GQ: How do you build a great, long-lasting company? What should founders be spending their funding money on?

CK: Food is a slow-to-grow business. It is complex, highly regulated, antiquated on many levels, and requires a well-run system to thrive. If we try to speed it up too much and cut corners, we could be looking at short-term wins but a long-term failure. We really need to be thinking about generational strategies, but with near-term execution. Oatly just did an IPO. People might think it’s a newcomer, but it’s a 25-year-old company and is just recently making a global move. 

So, what do you have to do to build a really good company? Well, it takes time. And ultimately, what I feel like is happening is a lot of people are rushing right now thinking, ‘I’ve got to be the only winner.’ The total addressable market (TAM) is simply massive. We can all win, and all well-built ships will rise. If you just stick to the basics of building a great company, you can survive – that is the goal. Whitewave was around for about 20 years before Silk came to market and changed the dairy sector permanently. Beyond Meat invented its Beyond Burger about 7 years after the company was founded. The idea for Quorn goes back to the 1950s but didn’t arrive in the market until the 1980s.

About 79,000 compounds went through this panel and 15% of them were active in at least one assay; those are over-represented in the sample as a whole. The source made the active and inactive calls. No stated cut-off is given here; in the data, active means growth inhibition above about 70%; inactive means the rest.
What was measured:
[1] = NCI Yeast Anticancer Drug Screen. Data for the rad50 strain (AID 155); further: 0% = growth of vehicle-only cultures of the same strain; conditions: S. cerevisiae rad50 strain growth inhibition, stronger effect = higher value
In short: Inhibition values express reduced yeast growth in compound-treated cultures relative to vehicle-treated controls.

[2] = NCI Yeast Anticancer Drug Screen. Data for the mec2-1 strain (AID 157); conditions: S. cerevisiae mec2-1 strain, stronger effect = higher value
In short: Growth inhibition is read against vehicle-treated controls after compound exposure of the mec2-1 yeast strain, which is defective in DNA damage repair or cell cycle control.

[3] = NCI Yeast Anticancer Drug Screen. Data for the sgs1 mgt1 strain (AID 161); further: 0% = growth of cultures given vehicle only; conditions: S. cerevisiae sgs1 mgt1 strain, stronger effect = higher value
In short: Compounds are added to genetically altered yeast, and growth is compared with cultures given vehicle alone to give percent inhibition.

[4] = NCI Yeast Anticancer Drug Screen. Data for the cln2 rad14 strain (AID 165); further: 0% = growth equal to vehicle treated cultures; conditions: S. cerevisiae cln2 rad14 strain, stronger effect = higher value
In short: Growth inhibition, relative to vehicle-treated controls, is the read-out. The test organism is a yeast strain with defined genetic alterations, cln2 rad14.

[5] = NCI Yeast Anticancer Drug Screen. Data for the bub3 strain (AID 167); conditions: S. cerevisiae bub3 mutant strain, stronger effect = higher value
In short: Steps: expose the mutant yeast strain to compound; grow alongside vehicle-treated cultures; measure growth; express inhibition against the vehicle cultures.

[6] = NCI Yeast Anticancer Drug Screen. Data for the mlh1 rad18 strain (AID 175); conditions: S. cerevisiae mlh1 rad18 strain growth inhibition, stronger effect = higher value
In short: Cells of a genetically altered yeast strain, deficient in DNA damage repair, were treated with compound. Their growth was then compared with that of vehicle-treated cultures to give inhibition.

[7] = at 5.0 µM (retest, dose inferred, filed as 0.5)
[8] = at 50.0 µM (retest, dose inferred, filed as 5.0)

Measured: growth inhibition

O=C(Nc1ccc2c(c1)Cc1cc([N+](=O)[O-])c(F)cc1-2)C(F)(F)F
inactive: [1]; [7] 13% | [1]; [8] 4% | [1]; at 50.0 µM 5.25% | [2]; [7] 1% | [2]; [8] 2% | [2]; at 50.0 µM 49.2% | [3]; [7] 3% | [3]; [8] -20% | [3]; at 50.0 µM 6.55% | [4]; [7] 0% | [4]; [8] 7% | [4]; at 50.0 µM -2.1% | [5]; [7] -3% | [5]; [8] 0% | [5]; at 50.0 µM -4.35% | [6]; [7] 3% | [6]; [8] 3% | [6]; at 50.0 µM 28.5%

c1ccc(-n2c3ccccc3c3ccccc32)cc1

Look at every great food company on the planet today. They’ve taken their time to build it – whether on purpose or not. Nestlé is 150 years old. Cargill is 150 years old. And here we are trying to rush through a venture capital cycle, hoping to get a unicorn. I think it’s trouble. So, I’m asking everybody: please slow down, stick to the basics, get it right. Success will matter if we want this planet and life on it to thrive. 

With this in mind, many companies spend too much money in one area – including companies I’ve run (I am figuring all of this out as I go, too!). Too much money spent on R&D, but it never got into production. Too much money in production, but nobody knows about your product. Too much money in marketing, but you don’t have any product to sell. Ultimately, you have to pull these levers in a really organized fashion. That’s just smart business and smart leadership, and we can all learn from those veterans with experiences to share. What is new is that plant-based foods are now clearly deemed a legitimate opportunity with broad-based appeal. As such, we are now able to attract veteran talent in a way we could not in decades past. It is amazing the breadth of knowledge that is now inside the movement.